A quintessential comfort food, there is nothing quite like a creamy mash potato with a winter stew or, better yet, sausages and onion gravy! While lumpy mash, or for me a distinctly smoky version*, may evoke childhood memories for some, the perfect silky smooth mash is not difficult to achieve.
*My mum was notorious for boiling the spuds dry (and then some). With four children to referee, bath, dress and feed every night, remembering to check the potatoes fell off the end of the list.

The Potatoes
The type of potato you use is perhaps the most crucial decision. Potatoes can be classed as either waxy or floury. (All purpose fall halfway between the two.) Waxy potatoes (i.e. Nadine, King Edward) will hold their form and are great for boiling and salads but make terrible mash. A floury potato (Agria, Red Rascal), on the other hand, with a low water content which is high in starch is perfect, as it will result in a fluffy mash. While Agria is well known among many home cooks and chefs as a great mashing potato it can be troublesome for the growers. Gus from Bidfresh says, “Moonlight is highly and Ilham Hardy improves as the season progresses and after a little storage.”

Boil
Cover your peeled and chopped potatoes in plenty of salted water, bring to the boil and then simmer until the potatoes are soft.
Brad from Falls Retreat took his mash to the next level in our Festive Feasts edition by using chicken stock. I always pop a garlic clove or two in with mine. At this stage though the key is to ensure the water is well seasoned and that your potatoes are cut into even sized pieces; this ensures they cook evenly avoiding lumpy mash.
How big or small you cut the potatoes is up to you. The smaller they are the quicker they will cook (great if you are in a hurry!), but this means your potato may absorb more water.

Dry
Drain the potatoes and then return them to the pot and back on the heat for a minute or two to dry out.

Mash
Now it’s time to mash. For super fluffy potatoes pass them through a ricer (similar to a giant garlic press and an essential piece of kit if you want to make homemade gnocchi. You’ll find them at great kitchenware stores like www.thescullery.co.nz).
If you don’t have a ricer a good old-fashioned hand held masher will still give you great results. Avoid putting them in a food processor as this could result in glue instead of mash.

Add
While the potato is still hot add butter, milk or cream. Kate Underwood from NZ Potatoes says, “You can’t go wrong with plenty of butter, milk or cream. I also quite like using flavoured olive oils to intensify flavour and maintain smooth texture.”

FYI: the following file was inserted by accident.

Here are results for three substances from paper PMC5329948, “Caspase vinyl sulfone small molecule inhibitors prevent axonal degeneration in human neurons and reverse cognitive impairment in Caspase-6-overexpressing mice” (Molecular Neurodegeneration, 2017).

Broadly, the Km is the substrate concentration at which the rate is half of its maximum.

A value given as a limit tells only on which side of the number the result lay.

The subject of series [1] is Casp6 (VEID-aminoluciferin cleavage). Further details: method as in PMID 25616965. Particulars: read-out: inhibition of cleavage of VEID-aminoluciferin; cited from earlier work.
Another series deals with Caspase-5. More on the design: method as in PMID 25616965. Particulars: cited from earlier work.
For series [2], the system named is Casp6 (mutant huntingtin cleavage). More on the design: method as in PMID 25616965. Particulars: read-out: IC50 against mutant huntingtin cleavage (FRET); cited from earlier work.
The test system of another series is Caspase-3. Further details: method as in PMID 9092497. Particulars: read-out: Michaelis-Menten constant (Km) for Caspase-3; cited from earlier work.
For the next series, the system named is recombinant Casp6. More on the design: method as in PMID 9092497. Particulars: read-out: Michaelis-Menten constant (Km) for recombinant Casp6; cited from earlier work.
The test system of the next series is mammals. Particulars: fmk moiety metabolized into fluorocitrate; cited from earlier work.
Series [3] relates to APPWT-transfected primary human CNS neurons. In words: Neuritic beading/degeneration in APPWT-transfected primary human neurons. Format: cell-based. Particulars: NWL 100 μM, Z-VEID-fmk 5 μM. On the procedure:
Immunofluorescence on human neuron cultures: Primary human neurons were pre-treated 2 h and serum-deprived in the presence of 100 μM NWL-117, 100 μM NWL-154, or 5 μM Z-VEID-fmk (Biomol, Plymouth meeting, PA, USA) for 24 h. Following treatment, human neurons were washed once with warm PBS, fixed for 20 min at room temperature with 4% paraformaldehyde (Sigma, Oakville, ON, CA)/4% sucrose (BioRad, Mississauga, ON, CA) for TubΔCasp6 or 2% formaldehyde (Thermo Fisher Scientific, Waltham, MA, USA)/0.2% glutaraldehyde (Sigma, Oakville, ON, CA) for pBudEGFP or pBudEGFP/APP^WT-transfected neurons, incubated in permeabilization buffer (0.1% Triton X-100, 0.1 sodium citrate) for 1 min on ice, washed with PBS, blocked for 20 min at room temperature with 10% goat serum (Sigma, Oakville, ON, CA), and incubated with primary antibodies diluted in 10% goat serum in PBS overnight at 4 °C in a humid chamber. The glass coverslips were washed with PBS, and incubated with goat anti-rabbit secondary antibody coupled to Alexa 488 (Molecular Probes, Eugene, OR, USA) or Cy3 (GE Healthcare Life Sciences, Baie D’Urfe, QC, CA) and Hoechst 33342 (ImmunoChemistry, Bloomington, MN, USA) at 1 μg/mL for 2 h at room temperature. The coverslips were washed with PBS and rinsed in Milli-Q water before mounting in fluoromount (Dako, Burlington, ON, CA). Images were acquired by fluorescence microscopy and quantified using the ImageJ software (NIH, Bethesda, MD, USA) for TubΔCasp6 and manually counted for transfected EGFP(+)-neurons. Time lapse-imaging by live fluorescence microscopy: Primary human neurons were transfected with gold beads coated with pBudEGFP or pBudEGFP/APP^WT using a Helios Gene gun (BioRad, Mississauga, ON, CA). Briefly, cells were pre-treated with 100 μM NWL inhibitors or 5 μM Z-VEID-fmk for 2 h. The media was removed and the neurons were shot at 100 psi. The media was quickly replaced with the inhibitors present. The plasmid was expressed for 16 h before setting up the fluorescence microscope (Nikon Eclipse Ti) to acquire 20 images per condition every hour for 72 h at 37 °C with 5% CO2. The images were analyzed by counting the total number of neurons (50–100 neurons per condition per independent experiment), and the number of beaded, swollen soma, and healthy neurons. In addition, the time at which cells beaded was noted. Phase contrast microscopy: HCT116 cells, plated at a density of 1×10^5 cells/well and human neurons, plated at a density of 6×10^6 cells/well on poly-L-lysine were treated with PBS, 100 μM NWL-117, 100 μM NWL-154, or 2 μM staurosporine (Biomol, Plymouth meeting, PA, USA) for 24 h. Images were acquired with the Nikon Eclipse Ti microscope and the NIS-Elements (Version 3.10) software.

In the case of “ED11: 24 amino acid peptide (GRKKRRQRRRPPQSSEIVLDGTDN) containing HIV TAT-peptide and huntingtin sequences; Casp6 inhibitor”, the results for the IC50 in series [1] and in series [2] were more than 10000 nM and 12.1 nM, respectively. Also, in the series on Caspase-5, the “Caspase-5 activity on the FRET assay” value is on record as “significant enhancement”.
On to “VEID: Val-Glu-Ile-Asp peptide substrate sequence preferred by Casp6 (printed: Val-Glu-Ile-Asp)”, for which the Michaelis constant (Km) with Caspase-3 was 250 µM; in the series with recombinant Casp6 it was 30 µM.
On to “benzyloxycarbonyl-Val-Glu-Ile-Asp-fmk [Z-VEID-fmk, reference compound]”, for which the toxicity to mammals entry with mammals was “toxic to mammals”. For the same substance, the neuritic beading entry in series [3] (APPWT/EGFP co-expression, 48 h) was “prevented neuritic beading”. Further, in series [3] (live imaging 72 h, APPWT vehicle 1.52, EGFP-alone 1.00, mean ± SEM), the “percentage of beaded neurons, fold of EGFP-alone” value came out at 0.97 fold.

Many suggest heating the milk or cream first. This is sensible as it will keep your potatoes hot and the liquid will incorporate more readily with the potatoes, again avoiding those nasty lumps. I suggest if you are going to go to the trouble of heating the milk or cream to add some flavouring to it; a bay leaf, a sprig of thyme or even half an onion. Remove these before adding the liquid to the potato.
The more liquid you add the thinner your mash will be. So how much liquid you add is up to you and your desired end result. Some love a stiff, fluffy pile of mash while others prefer an almost sauce-like mash you can smear on the plate.

Mix it up
Once you have mastered the perfect mash start playing with flavour variations.
• Add garlic when boiling the potatoes and mash in with the potatoes for a mellow garlic flavour.
• Use a good quality extra virgin olive oil or flavoured olive oil
• Mix in sautéed onion and/or bacon
• Stir through finely chopped spring onion or chives
• Incorporate your favourite cheese

Make the most of leftovers
There are so many great uses for leftover mash potato, I often cook too much on purpose. Cold mash will keep refrigerated for around three days but also freezes well.
• Add to the top of mince for a shepherd’s pie
• Turn into hash with some sautéed onion
• Use to thicken soups
• Make tatty scones
• Turn it into Bubble & Squeak

Lemon Cake with Hidden Mash Potato
(This great gluten free cake is courtesy of NZ Potatoes.)

200 mls flavourless oil (they suggest canola, I would use sunflower)
200g caster sugar
4 eggs
175g ground almonds
250g mashing potatoes, cooked, mashed and cooled
zest 3 lemons
2 tsp baking powder

Beat oil and sugar until light. Beat the eggs in one at a time.
Fold in the almonds, cold mashed potato, lemon zest and baking powder.
Pour into a lined 20cm round spring form cake tin. Bake at 180°C for 40–45 minutes or until golden, and a skewer inserted into the middle comes out clean.

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